Xinhua Insight: China sees renewed enthusiasm for Confucius
                 English.news.cn | 2013-12-07 19:43:47 | Editor: Luan

BEIJING, Dec. 7 (Xinhua) -- The Chinese President's recent remarks on reviving the country's traditional culture have refocused attention on Confucius and sparked vibrant discussions about how the ancient sage can inspire modern China.

During his visit to Confucius' hometown of Qufu in east China's Shandong Province in late November, Xi Jinping said scholars should follow the rules of "making the past serve the present" and "keeping the essential while discarding the dross" when researching ethics passed on from the nation's forefathers.

Xi called for the promotion of morality across society and "a pursuit of a beautiful and lofty moral realm from generation to generation." He also stressed the importance of cultural prosperity while talking with experts at the Confucius Research Institute during his stay in Qufu.

His comments have helped draw a wider readership for the country's ancient philosophical classics, which have seen brisk sales in recent days, leading publishing houses to hastily print additional copies.

A bookseller with TMall, a large Chinese e-commerce platform, told Xinhua that some previously less-known works that interpret Confucian teachings have sold out, "but orders have continued to flood in."

Xi's positive remarks indicate there has been a "consensus" on the value of traditional Chinese culture, characterized by Confucianism, with a history of about 2,500 years, according to Yang Chaoming, head of the Confucius Research Institute.

Yang Yitang, another Confucian researcher in Shandong, believed that the leader's emphasis on traditional culture showcases the confidence and pride of the Chinese nation. "In the country's rich ancient culture, the 90-year-old Communist Party of China (CPC) has found its DNA and the nourishment to grow," he said.

Preaching moral righteousness, harmony and peace, in addition to hierarchy and order, Confucian doctrines were generally worshipped by ancient monarchs, but denounced a century ago by some intellectuals who blamed Confucian thought for China's decline at the time. The anti-Confucius sentiment later climaxed during the Cultural Revolution.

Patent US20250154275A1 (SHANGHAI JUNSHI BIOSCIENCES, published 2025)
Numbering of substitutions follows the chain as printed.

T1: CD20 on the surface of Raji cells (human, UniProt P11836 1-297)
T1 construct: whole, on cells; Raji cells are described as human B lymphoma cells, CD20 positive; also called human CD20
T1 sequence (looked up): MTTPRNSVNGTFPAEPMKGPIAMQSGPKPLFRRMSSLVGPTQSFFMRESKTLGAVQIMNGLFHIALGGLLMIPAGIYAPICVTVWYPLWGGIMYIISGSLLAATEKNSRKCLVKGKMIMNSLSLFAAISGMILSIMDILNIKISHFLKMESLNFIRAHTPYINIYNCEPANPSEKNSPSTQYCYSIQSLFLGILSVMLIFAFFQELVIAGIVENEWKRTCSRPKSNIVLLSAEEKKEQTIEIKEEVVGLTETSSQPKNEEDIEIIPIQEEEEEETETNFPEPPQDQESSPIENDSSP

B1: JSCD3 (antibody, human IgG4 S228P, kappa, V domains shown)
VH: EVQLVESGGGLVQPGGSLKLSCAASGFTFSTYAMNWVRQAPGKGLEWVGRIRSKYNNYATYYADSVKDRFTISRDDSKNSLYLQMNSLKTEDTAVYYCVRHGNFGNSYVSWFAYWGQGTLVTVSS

However, the official endorsement of the ancient thinker has become increasingly clear. In September, the State Council released a draft plan to move the present Teachers' Day, Sept 10, to what is believed to be the birthday of Confucius (551-479 BC) on Sept. 28.

In another sign, a communique issued following a key CPC meeting that concluded last month highlighted the need to build a socialist culture, enhance the country's cultural soft power and improve education in traditional culture.

The doctrines of the much-revered thinker have been spread worldwide with the establishment of more than 420 Confucius Institutes in over 100 countries to teach Chinese language and culture.

PRESENT-DAY USE

Experts believe Confucian wisdom can be used extensively to address China's modern issues, particularly in governance and morality.

David J. W. Liu, President of Taiwan-based Chinese Confucian Association, said one important inspiration Confucianism offers is its general idea that the ruler should implement benevolence and value probity in running the country while projecting a powerful image of the country in the international arena.

Confucius' emphasis on virtue and self-cultivation of rulers coincides with the CPC's efforts to fight corruption and improve work style, according to Zhang Yiwu, a professor of Chinese language and literature at Peking University.

Since the election of the new leadership, the CPC has launched a series of campaigns to eliminate bureaucracy, formalism and lavish spending of public funds.

The Central Commission for Discipline Inspection of the CPC said earlier this month that nearly 20,000 officials had been punished for breaches of a set of anti-bureaucracy rules announced one year ago.

"Confucius had great insight into the integrity of officials. He pointed out that only when the ruler's personal conduct is correct will his subordinates follow him," said Sun Huanzhu, citing The Analects of Confucius. Sun, an official with the food and drug administration in Shandong's Yishui County, described himself as a Confucius fan.

Expectations have also emerged that the ideas of Confucius, who championed harmonious interpersonal relationships, can help cure the moral deficiency accompanying China's three decades of turbo-charged economic growth.

In recent years, a spate of shocking cases, including sexual assaults and violent attacks against children, food and water contamination, and the fading appeal of Good Samaritanism in the country, have prompted calls to reflect on people's spiritual lives.

However, Professor Liu Dongchao from the National School of Administration warned that treating Confucianism as a panacea for moral problems is "naive."

"After all, Confucianism failed to uproot ethical problems in the feudal age, when it played a dominant role," he said.

China faces a bumpy road in revitalizing its traditional culture, Yang Yitang said. "Some classics that served as philosophical primers in ancient times can be headaches for our college Chinese language and literature graduates today."

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